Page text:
• MaryAnn

    I dunno how wide this may go.. Bug your local arthouse…

  • I think I might do that if I don’t see it listed any time soon. Although, ha, I’m not sure if it would make much difference at one of those theatres, judging from the conversation I once overheard between employees about someone calling to bitch about their showing Fahrenheit 9/11 (aren’t people fun?). And the other tends to schedule a month or two in advance, though they’re the one who shows the most obscure and random stuff that isn’t playing anywhere else. (Brief, random tangent – a year or two ago, they played Eternal Sunshine of the Spotless Mind, long after it had hit DVD. I hadn’t gotten to see it in theatres, so I was ecstatic to get the chance. Stuff like that never happens around here.) It’s worth a shot, though; thanks for the idea.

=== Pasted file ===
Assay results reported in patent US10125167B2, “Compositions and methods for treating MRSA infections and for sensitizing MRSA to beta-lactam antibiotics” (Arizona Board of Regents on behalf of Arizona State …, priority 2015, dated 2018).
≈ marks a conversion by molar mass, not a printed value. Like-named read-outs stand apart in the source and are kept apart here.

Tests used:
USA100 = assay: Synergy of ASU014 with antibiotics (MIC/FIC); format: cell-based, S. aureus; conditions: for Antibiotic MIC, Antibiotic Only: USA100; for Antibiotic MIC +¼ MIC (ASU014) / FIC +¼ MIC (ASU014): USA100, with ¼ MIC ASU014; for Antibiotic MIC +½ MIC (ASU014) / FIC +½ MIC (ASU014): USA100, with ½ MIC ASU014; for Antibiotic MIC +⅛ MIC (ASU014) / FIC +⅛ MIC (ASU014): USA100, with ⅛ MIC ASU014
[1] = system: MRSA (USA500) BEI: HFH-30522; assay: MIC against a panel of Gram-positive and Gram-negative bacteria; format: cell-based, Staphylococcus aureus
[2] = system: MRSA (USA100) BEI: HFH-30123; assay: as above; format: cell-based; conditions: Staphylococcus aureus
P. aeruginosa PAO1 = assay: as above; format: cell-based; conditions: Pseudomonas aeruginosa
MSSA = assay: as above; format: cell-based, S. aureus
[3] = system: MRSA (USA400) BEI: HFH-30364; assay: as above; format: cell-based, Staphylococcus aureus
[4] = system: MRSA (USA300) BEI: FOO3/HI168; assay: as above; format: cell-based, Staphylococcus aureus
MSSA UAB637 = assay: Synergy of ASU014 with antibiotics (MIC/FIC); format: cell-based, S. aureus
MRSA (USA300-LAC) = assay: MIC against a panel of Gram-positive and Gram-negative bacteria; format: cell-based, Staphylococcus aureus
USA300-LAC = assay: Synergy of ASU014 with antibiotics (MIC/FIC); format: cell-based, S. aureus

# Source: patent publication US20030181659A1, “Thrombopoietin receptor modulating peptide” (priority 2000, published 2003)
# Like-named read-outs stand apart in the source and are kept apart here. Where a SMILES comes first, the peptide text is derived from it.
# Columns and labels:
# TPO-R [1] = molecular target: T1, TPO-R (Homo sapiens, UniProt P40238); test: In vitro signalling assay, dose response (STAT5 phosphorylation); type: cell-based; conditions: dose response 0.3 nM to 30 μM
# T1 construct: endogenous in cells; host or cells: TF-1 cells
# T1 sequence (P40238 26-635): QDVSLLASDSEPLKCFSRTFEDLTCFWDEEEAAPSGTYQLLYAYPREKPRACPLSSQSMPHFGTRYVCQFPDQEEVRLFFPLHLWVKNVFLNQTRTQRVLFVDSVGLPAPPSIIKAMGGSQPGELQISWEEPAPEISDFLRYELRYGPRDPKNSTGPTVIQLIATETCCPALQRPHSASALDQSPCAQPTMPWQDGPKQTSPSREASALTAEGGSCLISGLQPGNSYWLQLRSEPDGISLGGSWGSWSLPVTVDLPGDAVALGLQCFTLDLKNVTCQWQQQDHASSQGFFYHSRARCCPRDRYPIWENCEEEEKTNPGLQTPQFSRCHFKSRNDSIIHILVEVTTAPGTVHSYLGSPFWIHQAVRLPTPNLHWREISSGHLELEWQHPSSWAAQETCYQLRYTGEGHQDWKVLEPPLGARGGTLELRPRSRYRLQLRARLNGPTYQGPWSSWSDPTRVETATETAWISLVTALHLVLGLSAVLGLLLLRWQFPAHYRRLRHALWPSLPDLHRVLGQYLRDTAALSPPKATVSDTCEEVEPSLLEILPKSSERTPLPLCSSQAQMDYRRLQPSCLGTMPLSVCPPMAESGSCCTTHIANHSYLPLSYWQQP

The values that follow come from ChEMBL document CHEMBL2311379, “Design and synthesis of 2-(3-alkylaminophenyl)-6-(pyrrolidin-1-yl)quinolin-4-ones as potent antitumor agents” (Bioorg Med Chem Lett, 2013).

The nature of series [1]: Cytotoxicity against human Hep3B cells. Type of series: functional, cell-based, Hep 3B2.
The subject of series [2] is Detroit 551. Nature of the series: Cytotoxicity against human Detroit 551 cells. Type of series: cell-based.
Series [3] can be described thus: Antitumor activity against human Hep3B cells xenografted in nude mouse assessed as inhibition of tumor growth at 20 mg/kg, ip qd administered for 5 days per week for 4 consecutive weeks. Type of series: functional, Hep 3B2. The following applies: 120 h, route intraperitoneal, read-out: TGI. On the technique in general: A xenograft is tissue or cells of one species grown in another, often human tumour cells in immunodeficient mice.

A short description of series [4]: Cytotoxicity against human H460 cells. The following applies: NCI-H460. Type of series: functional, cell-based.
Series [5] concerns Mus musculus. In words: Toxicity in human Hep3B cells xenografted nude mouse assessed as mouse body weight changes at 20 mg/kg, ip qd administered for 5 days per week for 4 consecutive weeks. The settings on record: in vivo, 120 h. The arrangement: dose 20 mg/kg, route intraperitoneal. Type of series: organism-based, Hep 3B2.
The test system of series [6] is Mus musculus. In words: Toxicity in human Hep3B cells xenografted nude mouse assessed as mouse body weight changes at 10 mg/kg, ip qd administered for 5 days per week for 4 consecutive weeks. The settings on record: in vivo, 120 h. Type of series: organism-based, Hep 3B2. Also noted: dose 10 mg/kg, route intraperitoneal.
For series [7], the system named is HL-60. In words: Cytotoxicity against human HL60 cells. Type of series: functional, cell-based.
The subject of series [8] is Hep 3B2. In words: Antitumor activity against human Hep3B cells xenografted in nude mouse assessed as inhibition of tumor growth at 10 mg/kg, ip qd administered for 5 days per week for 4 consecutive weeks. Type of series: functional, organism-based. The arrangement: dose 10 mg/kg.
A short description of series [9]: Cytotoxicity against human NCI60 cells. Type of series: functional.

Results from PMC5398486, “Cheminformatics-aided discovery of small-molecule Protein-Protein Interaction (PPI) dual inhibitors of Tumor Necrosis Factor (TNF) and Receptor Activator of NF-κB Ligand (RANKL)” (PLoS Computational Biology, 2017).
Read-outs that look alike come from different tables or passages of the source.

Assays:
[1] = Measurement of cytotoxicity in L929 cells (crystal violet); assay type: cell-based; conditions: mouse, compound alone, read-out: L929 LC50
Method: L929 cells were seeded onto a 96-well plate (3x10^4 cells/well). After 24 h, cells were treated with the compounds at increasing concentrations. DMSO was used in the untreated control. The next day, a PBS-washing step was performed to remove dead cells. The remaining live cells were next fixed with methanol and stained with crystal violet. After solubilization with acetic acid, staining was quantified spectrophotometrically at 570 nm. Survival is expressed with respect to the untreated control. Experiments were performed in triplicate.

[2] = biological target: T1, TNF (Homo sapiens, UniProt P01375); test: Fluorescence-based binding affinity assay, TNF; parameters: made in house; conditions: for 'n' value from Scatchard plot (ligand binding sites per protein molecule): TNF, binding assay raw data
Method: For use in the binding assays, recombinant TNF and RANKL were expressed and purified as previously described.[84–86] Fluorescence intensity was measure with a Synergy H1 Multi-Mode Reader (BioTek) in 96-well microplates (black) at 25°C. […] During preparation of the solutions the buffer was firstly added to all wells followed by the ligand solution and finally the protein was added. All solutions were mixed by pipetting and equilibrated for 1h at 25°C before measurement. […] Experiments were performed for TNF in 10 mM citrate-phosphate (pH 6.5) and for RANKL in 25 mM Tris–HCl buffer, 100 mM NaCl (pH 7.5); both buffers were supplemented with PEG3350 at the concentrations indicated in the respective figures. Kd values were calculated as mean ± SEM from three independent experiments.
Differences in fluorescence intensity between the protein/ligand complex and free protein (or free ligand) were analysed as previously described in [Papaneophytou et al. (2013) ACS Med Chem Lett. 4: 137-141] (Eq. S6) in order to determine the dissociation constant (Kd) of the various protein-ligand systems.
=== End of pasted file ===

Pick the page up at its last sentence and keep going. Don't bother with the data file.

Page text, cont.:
If it doesn’t get a biggish release, probably my best hope is that it makes some money. The smaller movies that make money always end up here.

  • sarah

    Excellent review, as always, but I do have one quibble. I haven’t yet seen Death at A Funeral, so your assertion that it does something novel which can be termed mortification comedy is all I have to go on. From the way you describe the concept though, I am reminded highly of classic farce, like Arsenic and Old Lace and especially Noises Off. I think, rather than something completely new, Death At A Funeral might be in fact doing something very old and classic, which, since it is beyond the range of Will Farrell, we rarely see anymore.

  • MaryAnn

    This is definitely farce, but it’s not much in the vein of *Arsenic and Old Lace,* I don’t think. I’ve never seen *Noises Off,* so I can’t compare it to that. *Death* does borrow aspects of classic farce, but it alsol borrows a few aspects of the gross-out comedy, too, which I think it’s safe to say Cary Grant never dealt with.

  • Drave